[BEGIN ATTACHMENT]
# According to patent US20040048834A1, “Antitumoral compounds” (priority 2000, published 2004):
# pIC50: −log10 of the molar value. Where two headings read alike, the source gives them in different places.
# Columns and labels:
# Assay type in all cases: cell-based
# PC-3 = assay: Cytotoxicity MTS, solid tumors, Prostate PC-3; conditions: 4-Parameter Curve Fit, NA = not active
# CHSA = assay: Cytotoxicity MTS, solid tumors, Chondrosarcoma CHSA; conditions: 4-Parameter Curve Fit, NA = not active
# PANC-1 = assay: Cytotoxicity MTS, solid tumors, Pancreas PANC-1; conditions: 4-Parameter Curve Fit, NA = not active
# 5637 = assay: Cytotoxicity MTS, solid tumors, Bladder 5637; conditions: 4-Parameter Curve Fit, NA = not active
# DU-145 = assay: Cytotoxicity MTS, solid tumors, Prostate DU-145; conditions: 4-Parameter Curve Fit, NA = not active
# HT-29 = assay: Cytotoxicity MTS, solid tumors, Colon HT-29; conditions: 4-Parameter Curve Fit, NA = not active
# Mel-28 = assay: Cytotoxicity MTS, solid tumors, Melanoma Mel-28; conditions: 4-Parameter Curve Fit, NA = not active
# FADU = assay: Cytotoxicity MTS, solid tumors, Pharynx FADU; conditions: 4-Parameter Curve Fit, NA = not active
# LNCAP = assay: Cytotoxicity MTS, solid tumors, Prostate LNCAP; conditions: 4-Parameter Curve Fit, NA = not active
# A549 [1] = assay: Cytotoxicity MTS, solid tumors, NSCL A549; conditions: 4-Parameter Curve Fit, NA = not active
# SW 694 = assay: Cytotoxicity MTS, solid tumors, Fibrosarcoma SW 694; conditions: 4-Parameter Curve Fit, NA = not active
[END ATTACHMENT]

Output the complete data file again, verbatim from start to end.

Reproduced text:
# According to patent US20040048834A1, “Antitumoral compounds” (priority 2000, published 2004):
# pIC50: −log10 of the molar value. Where two headings read alike, the source gives them in different places.
# Columns and labels:
# Assay type in all cases: cell-based
# PC-3 = assay: Cytotoxicity MTS, solid tumors, Prostate PC-3; conditions: 4-Parameter Curve Fit, NA = not active
# CHSA = assay: Cytotoxicity MTS, solid tumors, Chondrosarcoma CHSA; conditions: 4-Parameter Curve Fit, NA = not active
# PANC-1 = assay: Cytotoxicity MTS, solid tumors, Pancreas PANC-1; conditions: 4-Parameter Curve Fit, NA = not active
# 5637 = assay: Cytotoxicity MTS, solid tumors, Bladder 5637; conditions: 4-Parameter Curve Fit, NA = not active
# DU-145 = assay: Cytotoxicity MTS, solid tumors, Prostate DU-145; conditions: 4-Parameter Curve Fit, NA = not active
# HT-29 = assay: Cytotoxicity MTS, solid tumors, Colon HT-29; conditions: 4-Parameter Curve Fit, NA = not active
# Mel-28 = assay: Cytotoxicity MTS, solid tumors, Melanoma Mel-28; conditions: 4-Parameter Curve Fit, NA = not active
# FADU = assay: Cytotoxicity MTS, solid tumors, Pharynx FADU; conditions: 4-Parameter Curve Fit, NA = not active
# LNCAP = assay: Cytotoxicity MTS, solid tumors, Prostate LNCAP; conditions: 4-Parameter Curve Fit, NA = not active
# A549 [1] = assay: Cytotoxicity MTS, solid tumors, NSCL A549; conditions: 4-Parameter Curve Fit, NA = not active
# SW 694 = assay: Cytotoxicity MTS, solid tumors, Fibrosarcoma SW 694; conditions: 4-Parameter Curve Fit, NA = not active